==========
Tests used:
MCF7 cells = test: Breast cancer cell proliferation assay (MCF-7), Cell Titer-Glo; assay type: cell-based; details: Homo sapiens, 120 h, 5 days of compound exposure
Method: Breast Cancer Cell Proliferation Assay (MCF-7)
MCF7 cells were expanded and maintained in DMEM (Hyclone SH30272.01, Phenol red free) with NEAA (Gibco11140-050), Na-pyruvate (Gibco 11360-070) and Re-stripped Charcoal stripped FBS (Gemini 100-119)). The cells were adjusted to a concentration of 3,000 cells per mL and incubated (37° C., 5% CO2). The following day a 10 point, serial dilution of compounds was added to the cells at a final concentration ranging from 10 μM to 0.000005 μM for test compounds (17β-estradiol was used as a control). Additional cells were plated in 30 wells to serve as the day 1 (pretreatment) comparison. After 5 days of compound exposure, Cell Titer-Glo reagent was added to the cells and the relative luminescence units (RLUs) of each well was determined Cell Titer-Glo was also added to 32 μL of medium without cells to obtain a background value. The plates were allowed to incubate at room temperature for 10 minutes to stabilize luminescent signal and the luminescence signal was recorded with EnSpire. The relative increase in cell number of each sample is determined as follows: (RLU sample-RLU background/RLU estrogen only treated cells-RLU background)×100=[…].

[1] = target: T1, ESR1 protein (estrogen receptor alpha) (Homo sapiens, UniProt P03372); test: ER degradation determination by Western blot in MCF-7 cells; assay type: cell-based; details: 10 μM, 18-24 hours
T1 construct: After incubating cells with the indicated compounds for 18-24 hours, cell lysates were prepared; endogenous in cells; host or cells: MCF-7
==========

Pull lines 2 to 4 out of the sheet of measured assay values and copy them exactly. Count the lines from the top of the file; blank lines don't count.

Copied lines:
MCF7 cells = test: Breast cancer cell proliferation assay (MCF-7), Cell Titer-Glo; assay type: cell-based; details: Homo sapiens, 120 h, 5 days of compound exposure
Method: Breast Cancer Cell Proliferation Assay (MCF-7)
MCF7 cells were expanded and maintained in DMEM (Hyclone SH30272.01, Phenol red free) with NEAA (Gibco11140-050), Na-pyruvate (Gibco 11360-070) and Re-stripped Charcoal stripped FBS (Gemini 100-119)). The cells were adjusted to a concentration of 3,000 cells per mL and incubated (37° C., 5% CO2). The following day a 10 point, serial dilution of compounds was added to the cells at a final concentration ranging from 10 μM to 0.000005 μM for test compounds (17β-estradiol was used as a control). Additional cells were plated in 30 wells to serve as the day 1 (pretreatment) comparison. After 5 days of compound exposure, Cell Titer-Glo reagent was added to the cells and the relative luminescence units (RLUs) of each well was determined Cell Titer-Glo was also added to 32 μL of medium without cells to obtain a background value. The plates were allowed to incubate at room temperature for 10 minutes to stabilize luminescent signal and the luminescence signal was recorded with EnSpire. The relative increase in cell number of each sample is determined as follows: (RLU sample-RLU background/RLU estrogen only treated cells-RLU background)×100=[…].